How scale-up SMEs disrupt not get disrupted

Every industry needs disruption and innovation to advance and grow. And truly disruptive entrepreneurs excel at finding gaps in the market and use advances in technology to improve a whole range of products and services.

Accenture’s Disruptability Index shows that 63% of companies worldwide are experiencing disruption in various forms.

Across the UK’s SME ecosystem, companies of all sizes and in diverse sectors are focusing on ways to innovate creatively. A KPMG study reveals that 77% of UK CEOs are actively disrupting their own sector.

This week, the 100 Stories of Growth campaign showcases three scale-ups and their highly motivated founders. They’re committed to transforming residential property, hospitality, office meeting spaces, and healthcare.


The Clubhouse redefines offsite meetings

Business people have relied on busy hotel lobbies and cafes for important off-site meetings for years. But the locations haven’t been ideal or provided the proper setting many have wanted. The Clubhouse is changing that.

Founder Adam Blaskey realised there was a need for central London high-quality meeting spaces and business service venues.

Drawing on his experience as a former banker and property developer, he opened The Clubhouse number one in 2012 in London’s upmarket Mayfair district. Some six years on, the company operates four sites across the capital.

A key element of The Clubhouse’s success has been its emphasis on providing the best service to their customers.

We really only have one aim, and that is to make our members – and their businesses – more successful.

To fuel his ambitions, Blaskey raised £3.5m of capital in 2017. It part-funded growth and he has an eye on the future through further funding rounds.

The Clubhouse today generates healthy revenue of £5.5m, and employs 30 people. It intends to grow in 2019 through expansion across London and overseas.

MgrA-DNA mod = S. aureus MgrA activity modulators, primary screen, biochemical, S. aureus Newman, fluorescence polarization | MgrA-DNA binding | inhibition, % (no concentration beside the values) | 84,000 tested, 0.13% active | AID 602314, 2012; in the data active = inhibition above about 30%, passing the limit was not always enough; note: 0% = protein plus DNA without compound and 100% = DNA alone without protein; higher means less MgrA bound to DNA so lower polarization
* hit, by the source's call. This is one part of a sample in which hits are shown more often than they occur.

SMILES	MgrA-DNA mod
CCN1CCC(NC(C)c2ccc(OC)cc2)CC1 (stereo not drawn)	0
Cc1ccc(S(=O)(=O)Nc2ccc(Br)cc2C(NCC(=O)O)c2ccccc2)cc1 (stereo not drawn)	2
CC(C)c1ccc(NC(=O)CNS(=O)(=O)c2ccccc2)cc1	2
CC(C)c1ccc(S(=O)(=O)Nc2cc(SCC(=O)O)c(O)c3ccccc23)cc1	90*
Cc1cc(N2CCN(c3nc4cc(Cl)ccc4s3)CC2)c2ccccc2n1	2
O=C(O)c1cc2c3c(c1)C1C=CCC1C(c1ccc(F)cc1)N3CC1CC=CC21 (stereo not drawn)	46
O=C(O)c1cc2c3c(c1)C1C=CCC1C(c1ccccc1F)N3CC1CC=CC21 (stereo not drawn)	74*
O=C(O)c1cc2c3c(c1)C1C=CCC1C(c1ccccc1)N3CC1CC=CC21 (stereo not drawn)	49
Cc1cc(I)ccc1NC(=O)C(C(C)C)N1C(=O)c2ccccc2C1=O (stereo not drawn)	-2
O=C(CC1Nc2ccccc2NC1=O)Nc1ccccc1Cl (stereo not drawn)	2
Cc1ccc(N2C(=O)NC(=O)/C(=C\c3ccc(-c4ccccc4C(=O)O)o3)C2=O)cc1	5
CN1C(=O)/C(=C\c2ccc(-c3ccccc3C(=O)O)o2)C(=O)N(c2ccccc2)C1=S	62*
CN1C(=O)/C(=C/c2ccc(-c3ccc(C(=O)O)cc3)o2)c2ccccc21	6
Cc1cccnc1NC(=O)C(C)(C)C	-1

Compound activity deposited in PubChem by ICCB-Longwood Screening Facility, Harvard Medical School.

Renal services pioneered private kidney dialysis clinics

Stefano Ciampolini is an Italian self-proclaimed “serial entrepreneur” and has created the UK’s first privately operated kidney dialysis clinics. Even though the private healthcare sector in the UK has high barriers to entry.

When he founded Renal Services in 2007, Ciampolini mostly self-funded his pilot acquisition of a small dialysis company with clinics in Skegness and Portsmouth. After hiring a team of nurses and building operations, the company won a Portsmouth NHS Trust contract.

But the 2008 financial crisis created a significant fundraising crunch for entrepreneurs such as Ciampolini. That’s in part why Renal Service’s growth stalled for the next few years. But then in 2012 the tide started to turn.

Everything restarted, there was a wave of new contracts and the NHS realised they could not go it alone.

Ciampolini realised he needed an institutional investment to scale his business – he raised £3.1m of growth capital from BGF.

Renal Services is now generating £10m in revenue from its 12 clinics, with four more opening in 2018.


Lavanda improves short-term rentals

Lavanda has identified and penetrated a gap in the complex short-term residential rental market. The company connects landlords and homeowners, listing property lets on sites like Airbnb, without having to deal with cleaning or running the property themselves.

Co-founder and CEO Guy Westlake is mindful that short-term rentals play a key role in the UK real estate market.

Short-term rentals and homestays are essential in helping to solve the UK’s housing crisis.

One of Lavanda’s main ambitions is to create long-term ethical change in what can be seen as a flawed industry – to offset rental companies that have taken advantage of ambiguous regulations.

The company has taken charge on a campaign to educate all players on how to improve the industry in a “100% transparent and compliant manner”.

When it comes to raising financial capital, Westlake also takes an ethical approach. He would only accept backing from investors that shared his vision and values. And so far, Lavanda has raised over £2.5m in equity.

This investment has helped Lavanda scale its products and network, but the company isn’t done yet. To expand in the UK and abroad, Westlake is planning an additional £3.5m round of fundraising.


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